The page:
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LSU wide receiver Stephen Sullivan (10) waves the flag as he and LSU defensive end Rashard Lawrence (90) along with the rest of the team celebrate the win after LSU's football game against Auburn Saturday Oct. 14, 2017, in Baton Rouge, La.. LSU won 27-23.

The whiteboard in LSU’s halftime meeting room got worked.

And so did the training table.

The defensive adjustments LSU coaches made at halftime helped propel the Tigers to a historic 27-23 comeback win over Auburn, and the team’s star defensive player, Rashard Lawrence, sought medical treatment that boosted his final two quarters.

Scribbling on a whiteboard in the team’s halftime gathering area, coaches devised a strategy to combat Auburn running back Kerryon Johnson and the Wildcat formation. Coordinator Dave Aranda and staff shifted a safety closer to the line of scrimmage, evening out the numbers of defenders and blockers near the play.

During this whiteboard session, trainers hooked up Lawrence with intravenous fluids to quickly deliver nutrients into the body of the banged-up, ailing sophomore defensive end. Lawrence is not only battling two bum ankles, but he also spent much of the week overcoming strep throat.

“I’ve been sick all week, but once I got an IV at halftime, I felt different in the second half,” he said. “In the first half, I didn’t play well. You can look at how I played — didn’t play well. Second half, I got an IV and I felt better and I played better.”

So did his defense, sent soaring by those two halftime events — the Xs and Os change and Lawrence’s IV.

They provide an explanation for such a stark turnaround for Aranda’s group. Auburn’s offensive numbers in the first and then second half are baffling: yards (290 in the first half to 64 in the second), average per play (7.6 to 2.0), rushing yards (131 to 58), first downs (13 to 4) and runs of 10 or more yards (5 to 1).

Couple those numbers with kicker Connor Culp’s two field goals and a DJ Chark 75-yard punt return for a touchdown and you get LSU's biggest comeback in an SEC game in Tiger Stadium history.

“Our defense came alive,” coach Ed Orgeron said. "I thought Dave Aranda had ice in his veins tonight. Kept calling it and making adjustments on the sidelines."

Back in the AP poll at No. 24, LSU (5-2, 2-1 SEC) rebounded from a home loss to Troy two weeks ago with consecutive SEC victories over top 25 teams, beating then-No. 21 Florida 17-16 in The Swamp last week and storming back to rally past then-No. 10 Auburn (5-2, 3-1).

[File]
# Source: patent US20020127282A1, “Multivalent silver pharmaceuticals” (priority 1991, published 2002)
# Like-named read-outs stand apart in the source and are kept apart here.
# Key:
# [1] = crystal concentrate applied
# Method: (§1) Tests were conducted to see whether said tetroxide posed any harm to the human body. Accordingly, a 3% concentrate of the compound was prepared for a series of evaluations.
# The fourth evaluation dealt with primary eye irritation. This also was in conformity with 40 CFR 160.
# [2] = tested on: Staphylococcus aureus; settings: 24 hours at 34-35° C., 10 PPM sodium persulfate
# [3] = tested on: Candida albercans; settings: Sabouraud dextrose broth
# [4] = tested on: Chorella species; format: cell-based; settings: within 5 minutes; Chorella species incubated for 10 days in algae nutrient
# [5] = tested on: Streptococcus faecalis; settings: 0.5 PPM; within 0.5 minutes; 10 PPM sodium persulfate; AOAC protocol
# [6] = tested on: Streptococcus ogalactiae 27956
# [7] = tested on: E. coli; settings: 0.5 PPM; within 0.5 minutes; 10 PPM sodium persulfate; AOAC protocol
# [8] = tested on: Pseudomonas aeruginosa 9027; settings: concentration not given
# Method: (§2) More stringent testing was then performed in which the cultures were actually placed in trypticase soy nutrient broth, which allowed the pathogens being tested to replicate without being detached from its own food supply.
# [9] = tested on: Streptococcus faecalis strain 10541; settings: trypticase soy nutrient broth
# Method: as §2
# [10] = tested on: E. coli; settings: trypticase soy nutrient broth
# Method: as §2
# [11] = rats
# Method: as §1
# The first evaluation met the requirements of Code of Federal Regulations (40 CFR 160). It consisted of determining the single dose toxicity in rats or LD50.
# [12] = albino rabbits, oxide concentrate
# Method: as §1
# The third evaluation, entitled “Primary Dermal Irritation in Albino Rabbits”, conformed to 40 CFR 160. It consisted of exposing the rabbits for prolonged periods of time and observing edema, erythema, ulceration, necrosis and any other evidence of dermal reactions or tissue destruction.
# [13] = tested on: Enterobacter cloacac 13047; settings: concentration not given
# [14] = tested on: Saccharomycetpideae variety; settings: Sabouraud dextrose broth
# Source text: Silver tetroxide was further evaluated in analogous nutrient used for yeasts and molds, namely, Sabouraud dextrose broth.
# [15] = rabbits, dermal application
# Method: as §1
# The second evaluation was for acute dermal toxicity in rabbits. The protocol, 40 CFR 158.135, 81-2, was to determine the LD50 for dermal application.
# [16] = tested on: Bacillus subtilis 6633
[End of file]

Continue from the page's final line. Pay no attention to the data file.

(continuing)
The defense did it all without starting safety John Battle, out with injury. 

“We were resilient, kept on playing,” Orgeron said. “I think the difference in the football game was the way our defense came out and shut them out.”

This looked so improbable for so much of the first half.

Johnson gouged LSU’s defense in the first quarter for 70 yards on 11 carries, five of those in that Wildcat formation to gain 32 yards.

Halftime arrived, and things changed.

“There was a certain formation (the Wildcat) they were giving us," Orgeron said. "It’s something we had practiced all week, but we just didn’t get it right. We were going to go to something that would have been different. We decided as a staff, ‘Let’s get it fixed.’ We challenged our staff to get it fixed, and it worked.”

Coaches decided against changing LSU’s scheme and play calls, instead just bringing an extra safety into what’s known as “the box,” the imaginary area 7 yards from the football toward the line of scrimmage.

“We ran the same plays,” said linebacker Devin White, who racked up a career-high 15 tackles. “Just needed that extra safety in the box. When they’re playing with all 11 guys (in the Wildcat), we’ve got to have another guy in the box as well.”

Oh, yes, but there was another change — to the health of a player whom Orgeron calls his most consistent defender.

Lawrence missed three of LSU’s first six games battling sprains to each ankle. He entered this one limited, still overcoming some soreness with those injuries.

Kept hidden all week was another ailment entirely: strep throat, a bacterial infection that comes with throat pain and swelling, fever, headaches and nausea. At one point in the second quarter, Lawrence jogged off the field and dropped onto one knee on the sideline, clearly fighting lingering effects of the illness.

A few hours later, Lawrence wrapped both of his arms around his head coach. They hugged for a full five seconds, a lengthy embrace between player and coach after one of the most unbelievable victories LSU has ever seen.

Lawrence saw it coming. He knew at halftime.

First came the adjustments, then his IV.

“We knew,” he said, “we were going to win this game.”


LSU’s defense stuffed Auburn in the second half, something coach Ed Orgeron said afterward was the “difference” in the game.

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Follow Ross Dellenger on Twitter, @RossDellenger.